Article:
To hear my grandpa talk about it, World War II was a time fraught with danger and drama and filled with sacrifice. It was all about men, some only boys, going toe to toe with the Axis war machine and giving them a receipt for Pearl Harbor.
To hear Mrs. Miniver talk about it, World War II was all about how the stupid Germans interrupted the local flower show just as a big upset occurred when the flower raised by the stationmaster beat ten time winner Lady Beldon. What should have been a time of heady celebration and rioting instead turned into a mass panic as Nazi bombs began to rain down on the proceedings.
Greer Garson (Mrs. Parkington, Blossoms In The Dust) plays the Mrs. Miniver in question and apparently she’s supposed to represent the sturdy British wife who perseveres no matter how tough things become on the homefront, even if that means that she won’t be able to buy any more expensive ugly hats.
She’s such a pillar of goodness that she even inspires the guy at the train station to call his rose the “Mrs. Miniver” which while quite unsettling at least doesn’t assume the familiarity of using Mrs. Miniver’s first name, whatever that was. Even the Brits who are psychotic stalkers are all about manners.
Her husband (frequent Garson co-star Walter Pidgeon) is an architect and spends his time ignoring his kids so that he can brag all about his new car to his wife. I initially contented myself while wallowing in all this dull domestic bliss that at any moment, Panzers would be grinding that stupid rose into the mud and that Mr. Miniver would be killed in action, no doubt whispering “Mrs. Miniver, you were always my rose.”
But the minutes kept ticking away and there was still no signs of anything happening other than a mounting crisis over this flower contest. You see, the annual rose show is put on by Lady Beldon and every year she wins the show because no one has the audacity to rise above their station and enter a competing rose. But then the stationmaster decides to buck tradition and enter Mrs. Miniver. (I thought that was Mr. Miniver’s job!)
The village is divided by this and Lady Beldon’s granddaughter goes to Mrs. Miniver to ask her to convince the stationmaster to withdraw from the competition.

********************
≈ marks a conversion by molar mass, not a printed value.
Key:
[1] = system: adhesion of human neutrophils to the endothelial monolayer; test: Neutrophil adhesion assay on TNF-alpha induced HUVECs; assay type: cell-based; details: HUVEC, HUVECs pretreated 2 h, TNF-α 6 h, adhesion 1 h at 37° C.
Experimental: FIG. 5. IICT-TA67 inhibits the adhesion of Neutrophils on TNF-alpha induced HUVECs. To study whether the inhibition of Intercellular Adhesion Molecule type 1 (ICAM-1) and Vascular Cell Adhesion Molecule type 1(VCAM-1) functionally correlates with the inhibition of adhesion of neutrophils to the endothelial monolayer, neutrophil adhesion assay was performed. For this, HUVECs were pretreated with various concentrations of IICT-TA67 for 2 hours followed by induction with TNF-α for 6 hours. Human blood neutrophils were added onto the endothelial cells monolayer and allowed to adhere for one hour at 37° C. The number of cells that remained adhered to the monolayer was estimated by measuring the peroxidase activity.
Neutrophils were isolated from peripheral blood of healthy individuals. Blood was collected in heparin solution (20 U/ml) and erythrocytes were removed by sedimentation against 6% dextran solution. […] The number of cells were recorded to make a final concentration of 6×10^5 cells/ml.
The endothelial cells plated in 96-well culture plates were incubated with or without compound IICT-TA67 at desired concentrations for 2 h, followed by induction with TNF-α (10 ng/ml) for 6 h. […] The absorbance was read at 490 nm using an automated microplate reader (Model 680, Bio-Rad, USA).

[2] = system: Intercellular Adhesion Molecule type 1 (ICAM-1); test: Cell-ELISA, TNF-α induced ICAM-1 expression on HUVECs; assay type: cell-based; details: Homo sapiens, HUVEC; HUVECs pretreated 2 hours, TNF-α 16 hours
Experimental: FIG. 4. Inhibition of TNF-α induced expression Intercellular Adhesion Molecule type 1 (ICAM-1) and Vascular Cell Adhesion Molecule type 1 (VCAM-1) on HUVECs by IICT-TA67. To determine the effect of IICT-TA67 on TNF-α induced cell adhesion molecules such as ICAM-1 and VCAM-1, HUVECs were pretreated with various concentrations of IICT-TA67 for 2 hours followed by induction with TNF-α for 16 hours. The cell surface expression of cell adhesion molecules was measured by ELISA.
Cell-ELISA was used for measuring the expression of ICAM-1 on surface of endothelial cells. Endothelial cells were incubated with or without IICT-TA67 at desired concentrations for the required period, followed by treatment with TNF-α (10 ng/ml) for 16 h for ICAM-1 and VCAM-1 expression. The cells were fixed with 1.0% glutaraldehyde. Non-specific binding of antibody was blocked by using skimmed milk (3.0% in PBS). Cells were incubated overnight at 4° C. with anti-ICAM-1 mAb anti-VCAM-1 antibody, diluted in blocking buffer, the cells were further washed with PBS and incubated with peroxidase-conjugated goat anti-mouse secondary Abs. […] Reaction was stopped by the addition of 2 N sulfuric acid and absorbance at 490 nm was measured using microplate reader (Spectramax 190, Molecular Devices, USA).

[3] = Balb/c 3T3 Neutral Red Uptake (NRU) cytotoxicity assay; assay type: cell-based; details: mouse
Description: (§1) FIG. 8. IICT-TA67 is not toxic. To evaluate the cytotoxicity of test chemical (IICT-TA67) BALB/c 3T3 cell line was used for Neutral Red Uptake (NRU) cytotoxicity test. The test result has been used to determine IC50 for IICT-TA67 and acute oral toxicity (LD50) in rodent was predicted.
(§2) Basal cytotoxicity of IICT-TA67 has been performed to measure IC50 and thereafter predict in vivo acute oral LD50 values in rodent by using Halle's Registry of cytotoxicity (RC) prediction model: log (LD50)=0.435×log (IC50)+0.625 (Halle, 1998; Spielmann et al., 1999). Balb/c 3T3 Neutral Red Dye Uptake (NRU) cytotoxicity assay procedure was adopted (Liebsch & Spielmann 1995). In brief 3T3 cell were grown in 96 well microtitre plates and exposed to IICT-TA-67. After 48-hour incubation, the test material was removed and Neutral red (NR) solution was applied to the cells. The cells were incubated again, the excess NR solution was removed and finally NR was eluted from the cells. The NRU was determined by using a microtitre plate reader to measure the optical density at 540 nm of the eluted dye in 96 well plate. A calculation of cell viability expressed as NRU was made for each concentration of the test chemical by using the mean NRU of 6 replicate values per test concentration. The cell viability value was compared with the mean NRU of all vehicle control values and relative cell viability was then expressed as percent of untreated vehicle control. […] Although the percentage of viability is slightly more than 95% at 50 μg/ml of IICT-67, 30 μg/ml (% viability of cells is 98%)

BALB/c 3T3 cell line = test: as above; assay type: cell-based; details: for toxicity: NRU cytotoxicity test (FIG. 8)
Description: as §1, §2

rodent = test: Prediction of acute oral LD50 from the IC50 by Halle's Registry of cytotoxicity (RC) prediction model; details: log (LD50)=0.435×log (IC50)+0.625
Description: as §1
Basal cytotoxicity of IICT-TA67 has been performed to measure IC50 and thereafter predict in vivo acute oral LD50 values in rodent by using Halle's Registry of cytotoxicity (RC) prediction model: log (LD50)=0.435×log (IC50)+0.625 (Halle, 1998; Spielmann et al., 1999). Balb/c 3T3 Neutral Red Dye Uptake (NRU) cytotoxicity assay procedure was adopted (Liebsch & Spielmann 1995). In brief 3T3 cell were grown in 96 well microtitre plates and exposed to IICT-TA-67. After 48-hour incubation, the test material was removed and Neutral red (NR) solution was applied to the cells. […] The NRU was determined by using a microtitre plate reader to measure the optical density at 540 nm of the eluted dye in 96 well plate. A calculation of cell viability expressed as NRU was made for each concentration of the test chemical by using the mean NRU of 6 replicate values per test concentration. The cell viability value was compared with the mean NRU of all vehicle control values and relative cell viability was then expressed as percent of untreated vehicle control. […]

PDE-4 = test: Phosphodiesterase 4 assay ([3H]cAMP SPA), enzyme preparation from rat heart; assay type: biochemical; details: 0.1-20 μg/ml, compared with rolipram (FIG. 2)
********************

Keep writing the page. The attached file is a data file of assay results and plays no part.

Making matters even worse from an entertainment perspective is that the Minivers have several annoying kids, but none more annoying than Vin. He’s a young, not terribly manly looking lad who is back home from Oxford.
He’s also full of new-fangled ideas about how the class system in Britain is wrong and doesn’t mind telling this to Beldon’s granddaughter, Carol. Do I have to point out that his “new-fangled ideas” were invented by us Americans way back in 1776?
In any case, he’s a mouthy know it all so Carol immediately falls for him. I would have been clawing my eyes out at this point, but now I was sure that it would be Vin that buys the farm while on some daring air patrol saving Buckingham Palace or some other British tourist trap. They get married straight away since with Vin doomed as a pilot in the RAF, the window for getting laid is rapidly closing.
But a funny thing happens on the way to the war for the Miniver men. They all survive! Mr. Miniver is battling on the homefront, going on patrol and joining a flotilla of civilian boats to help out at Dunkirk. He also spends most of the second half of the film either cowering in his bomb shelter with his family or joking about all the damage the Germans did to his home.
Vin flies off on various missions and we always know when he’s flying overhead because he makes his engines backfire as his mom gazes longingly up at the sky (more on that icky angle in a moment), but somehow he survives as well! This is a war? Someone has to die, right? So who is the gnarled finger of Death fingerbanging in this one? Carol!
Wartime safety tip: Don’t drive home after the big rose show during an air raid. Carol is killed, but not before a rather extensive death scene that finally concludes on Mrs. Miniver’s kitchen floor.
You can pretty much guess what that death scene means – Oscar, baby! That’s right, actress Teresa Wright scored an award for Supporting Actress for this role.
Speaking of the Oscars, Mrs. Miniver somehow won Best Picture, beating out superior films such as Kings Row and The Magnificent Ambersons despite its long, plodding story of a woman who didn’t do much of anything for the war effort. (Sure she captured a downed German pilot, but that was an accident and he was right outside her house.)
For Mrs. Miniver‘s most memorable moments though, pay particular attention to the scenes involving Garson (who also won an Oscar) and her on-screen son Vin. Guess who got married after the movie? That’s just plain gross, but at least it makes the movie a little more interesting. In real life, they would be divorced after a couple of years.
Don’t fret for Greer though because there would a happy ending in the form of Texas millionaire Buddy Fogelson. Sadly, for those of us watching the movie, there would be no oil baron to rescue us.
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